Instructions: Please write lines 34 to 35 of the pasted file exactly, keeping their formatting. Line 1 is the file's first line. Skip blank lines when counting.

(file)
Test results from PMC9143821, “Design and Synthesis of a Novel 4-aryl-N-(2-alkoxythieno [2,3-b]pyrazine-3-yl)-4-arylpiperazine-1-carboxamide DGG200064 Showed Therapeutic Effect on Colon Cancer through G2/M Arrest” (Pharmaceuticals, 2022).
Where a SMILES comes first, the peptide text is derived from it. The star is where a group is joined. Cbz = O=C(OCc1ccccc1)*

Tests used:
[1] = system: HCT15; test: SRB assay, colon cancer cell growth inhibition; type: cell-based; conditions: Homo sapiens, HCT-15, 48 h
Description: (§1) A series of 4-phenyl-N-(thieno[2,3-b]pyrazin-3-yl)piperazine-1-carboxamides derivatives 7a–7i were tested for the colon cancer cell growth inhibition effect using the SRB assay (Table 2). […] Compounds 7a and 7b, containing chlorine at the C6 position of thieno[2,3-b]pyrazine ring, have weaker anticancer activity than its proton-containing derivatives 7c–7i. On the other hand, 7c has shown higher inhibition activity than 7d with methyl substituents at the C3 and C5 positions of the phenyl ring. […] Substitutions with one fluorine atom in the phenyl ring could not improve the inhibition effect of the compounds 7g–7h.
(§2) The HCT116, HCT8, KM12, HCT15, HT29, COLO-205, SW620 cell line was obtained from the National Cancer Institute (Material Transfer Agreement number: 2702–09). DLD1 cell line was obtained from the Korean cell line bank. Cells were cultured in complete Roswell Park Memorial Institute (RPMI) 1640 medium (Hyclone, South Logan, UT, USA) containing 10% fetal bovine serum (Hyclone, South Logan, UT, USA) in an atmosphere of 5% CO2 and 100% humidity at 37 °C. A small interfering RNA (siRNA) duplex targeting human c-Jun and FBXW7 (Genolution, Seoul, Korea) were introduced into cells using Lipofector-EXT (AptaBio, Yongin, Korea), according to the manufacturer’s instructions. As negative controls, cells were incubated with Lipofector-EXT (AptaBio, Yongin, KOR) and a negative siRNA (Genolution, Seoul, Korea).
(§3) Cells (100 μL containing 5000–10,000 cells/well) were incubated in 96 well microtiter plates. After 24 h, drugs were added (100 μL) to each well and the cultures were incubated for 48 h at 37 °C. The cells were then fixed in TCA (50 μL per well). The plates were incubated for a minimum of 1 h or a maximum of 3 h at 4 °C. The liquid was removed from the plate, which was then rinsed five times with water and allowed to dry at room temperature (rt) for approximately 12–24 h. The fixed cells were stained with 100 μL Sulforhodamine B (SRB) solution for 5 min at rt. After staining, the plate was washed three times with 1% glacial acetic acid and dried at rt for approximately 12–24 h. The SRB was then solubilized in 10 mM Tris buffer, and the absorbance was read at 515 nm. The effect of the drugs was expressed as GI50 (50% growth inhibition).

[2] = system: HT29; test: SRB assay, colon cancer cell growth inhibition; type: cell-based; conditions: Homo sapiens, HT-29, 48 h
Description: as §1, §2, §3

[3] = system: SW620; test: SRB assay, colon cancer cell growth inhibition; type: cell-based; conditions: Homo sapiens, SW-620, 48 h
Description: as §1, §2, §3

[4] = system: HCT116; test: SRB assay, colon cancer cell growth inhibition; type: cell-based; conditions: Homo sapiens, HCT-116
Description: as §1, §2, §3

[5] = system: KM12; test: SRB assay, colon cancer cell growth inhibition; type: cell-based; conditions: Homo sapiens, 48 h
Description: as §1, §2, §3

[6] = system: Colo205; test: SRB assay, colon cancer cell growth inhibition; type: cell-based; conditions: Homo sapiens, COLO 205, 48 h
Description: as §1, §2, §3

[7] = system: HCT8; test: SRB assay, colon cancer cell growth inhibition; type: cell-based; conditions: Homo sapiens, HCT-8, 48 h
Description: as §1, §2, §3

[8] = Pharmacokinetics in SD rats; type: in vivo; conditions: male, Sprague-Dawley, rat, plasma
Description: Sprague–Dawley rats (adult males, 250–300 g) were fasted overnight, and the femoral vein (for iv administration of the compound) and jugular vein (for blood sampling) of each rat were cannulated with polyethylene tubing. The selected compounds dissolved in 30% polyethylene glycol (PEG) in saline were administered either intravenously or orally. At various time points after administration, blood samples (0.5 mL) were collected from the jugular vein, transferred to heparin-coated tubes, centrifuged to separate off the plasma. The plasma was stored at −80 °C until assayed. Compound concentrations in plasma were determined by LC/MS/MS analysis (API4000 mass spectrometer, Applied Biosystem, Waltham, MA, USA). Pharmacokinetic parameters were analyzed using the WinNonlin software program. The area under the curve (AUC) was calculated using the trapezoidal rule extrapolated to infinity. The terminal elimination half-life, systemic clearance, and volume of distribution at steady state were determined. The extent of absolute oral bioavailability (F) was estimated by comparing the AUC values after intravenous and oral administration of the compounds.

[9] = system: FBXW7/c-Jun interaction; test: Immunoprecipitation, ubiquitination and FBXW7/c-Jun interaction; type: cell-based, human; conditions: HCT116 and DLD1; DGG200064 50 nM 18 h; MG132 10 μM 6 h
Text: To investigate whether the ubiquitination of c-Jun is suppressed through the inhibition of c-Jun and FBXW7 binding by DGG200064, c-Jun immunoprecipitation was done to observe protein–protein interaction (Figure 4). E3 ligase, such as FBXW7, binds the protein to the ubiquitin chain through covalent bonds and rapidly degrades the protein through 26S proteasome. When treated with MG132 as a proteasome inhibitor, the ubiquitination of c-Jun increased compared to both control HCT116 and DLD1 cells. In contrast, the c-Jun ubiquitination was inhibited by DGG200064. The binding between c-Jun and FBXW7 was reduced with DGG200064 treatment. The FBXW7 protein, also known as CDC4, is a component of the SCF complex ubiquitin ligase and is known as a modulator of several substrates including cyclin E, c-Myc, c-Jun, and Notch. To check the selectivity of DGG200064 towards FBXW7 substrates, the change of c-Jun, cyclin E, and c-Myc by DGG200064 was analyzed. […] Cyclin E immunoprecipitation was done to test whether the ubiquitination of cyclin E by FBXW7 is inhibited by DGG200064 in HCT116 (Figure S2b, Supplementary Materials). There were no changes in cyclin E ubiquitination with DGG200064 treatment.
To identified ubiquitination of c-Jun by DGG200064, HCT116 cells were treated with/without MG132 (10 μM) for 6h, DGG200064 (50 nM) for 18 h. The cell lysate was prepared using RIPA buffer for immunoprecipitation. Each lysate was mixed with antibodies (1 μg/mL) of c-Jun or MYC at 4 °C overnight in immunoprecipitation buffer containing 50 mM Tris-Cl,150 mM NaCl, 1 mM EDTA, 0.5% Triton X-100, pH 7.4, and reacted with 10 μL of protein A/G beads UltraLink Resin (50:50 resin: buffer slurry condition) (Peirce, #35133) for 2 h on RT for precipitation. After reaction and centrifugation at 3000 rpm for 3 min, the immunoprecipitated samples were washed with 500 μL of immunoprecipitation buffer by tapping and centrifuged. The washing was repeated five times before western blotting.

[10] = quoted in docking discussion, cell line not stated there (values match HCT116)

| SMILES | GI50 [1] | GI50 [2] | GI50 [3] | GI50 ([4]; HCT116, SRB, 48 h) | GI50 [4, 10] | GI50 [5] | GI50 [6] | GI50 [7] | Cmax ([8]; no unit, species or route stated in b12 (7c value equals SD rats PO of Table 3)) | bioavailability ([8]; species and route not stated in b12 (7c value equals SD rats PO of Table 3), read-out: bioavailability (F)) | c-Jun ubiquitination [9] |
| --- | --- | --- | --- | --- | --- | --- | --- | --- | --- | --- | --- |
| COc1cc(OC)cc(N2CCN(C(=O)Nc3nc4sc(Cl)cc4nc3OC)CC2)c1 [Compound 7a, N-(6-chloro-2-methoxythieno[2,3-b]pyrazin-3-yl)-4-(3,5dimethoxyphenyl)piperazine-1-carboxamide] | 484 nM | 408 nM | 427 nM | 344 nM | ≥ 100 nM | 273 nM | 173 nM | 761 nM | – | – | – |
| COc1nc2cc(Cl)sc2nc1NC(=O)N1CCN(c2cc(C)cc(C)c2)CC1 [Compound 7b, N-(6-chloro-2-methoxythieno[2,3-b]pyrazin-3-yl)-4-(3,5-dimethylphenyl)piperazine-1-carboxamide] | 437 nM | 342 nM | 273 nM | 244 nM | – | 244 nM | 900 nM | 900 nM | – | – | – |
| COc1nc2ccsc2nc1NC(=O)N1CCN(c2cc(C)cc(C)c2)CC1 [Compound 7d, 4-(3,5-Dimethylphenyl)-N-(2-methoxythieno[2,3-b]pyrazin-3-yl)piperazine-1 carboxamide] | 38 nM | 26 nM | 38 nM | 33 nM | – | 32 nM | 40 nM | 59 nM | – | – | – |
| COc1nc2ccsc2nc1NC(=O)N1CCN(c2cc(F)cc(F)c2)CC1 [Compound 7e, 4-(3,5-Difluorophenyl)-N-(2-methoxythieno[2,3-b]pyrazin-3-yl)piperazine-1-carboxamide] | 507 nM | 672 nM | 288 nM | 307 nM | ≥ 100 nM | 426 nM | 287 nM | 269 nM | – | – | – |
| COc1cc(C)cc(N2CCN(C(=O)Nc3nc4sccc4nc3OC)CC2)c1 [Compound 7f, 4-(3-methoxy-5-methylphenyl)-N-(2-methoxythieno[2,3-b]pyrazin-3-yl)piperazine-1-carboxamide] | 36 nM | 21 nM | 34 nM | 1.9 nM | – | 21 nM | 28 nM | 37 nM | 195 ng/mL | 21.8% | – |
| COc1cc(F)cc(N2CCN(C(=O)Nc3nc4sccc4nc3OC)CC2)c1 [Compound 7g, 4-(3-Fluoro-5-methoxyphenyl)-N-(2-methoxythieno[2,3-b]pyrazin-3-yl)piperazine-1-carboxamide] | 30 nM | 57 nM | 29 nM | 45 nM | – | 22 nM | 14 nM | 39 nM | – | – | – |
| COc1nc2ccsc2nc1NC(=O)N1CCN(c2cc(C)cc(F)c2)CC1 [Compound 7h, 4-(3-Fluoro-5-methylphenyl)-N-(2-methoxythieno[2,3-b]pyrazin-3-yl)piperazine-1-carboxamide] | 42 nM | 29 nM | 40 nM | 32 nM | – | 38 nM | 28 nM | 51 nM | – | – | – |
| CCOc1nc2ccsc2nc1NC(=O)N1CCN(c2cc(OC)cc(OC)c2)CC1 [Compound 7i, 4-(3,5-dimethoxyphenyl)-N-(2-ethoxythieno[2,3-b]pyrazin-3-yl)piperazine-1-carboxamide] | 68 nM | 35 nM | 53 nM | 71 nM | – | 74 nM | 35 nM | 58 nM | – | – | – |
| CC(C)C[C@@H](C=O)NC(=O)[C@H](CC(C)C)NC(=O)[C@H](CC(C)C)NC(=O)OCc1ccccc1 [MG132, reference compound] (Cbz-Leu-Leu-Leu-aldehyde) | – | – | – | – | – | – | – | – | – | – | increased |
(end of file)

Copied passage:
| COc1nc2ccsc2nc1NC(=O)N1CCN(c2cc(C)cc(F)c2)CC1 [Compound 7h, 4-(3-Fluoro-5-methylphenyl)-N-(2-methoxythieno[2,3-b]pyrazin-3-yl)piperazine-1-carboxamide] | 42 nM | 29 nM | 40 nM | 32 nM | – | 38 nM | 28 nM | 51 nM | – | – | – |
| CCOc1nc2ccsc2nc1NC(=O)N1CCN(c2cc(OC)cc(OC)c2)CC1 [Compound 7i, 4-(3,5-dimethoxyphenyl)-N-(2-ethoxythieno[2,3-b]pyrazin-3-yl)piperazine-1-carboxamide] | 68 nM | 35 nM | 53 nM | 71 nM | – | 74 nM | 35 nM | 58 nM | – | – | – |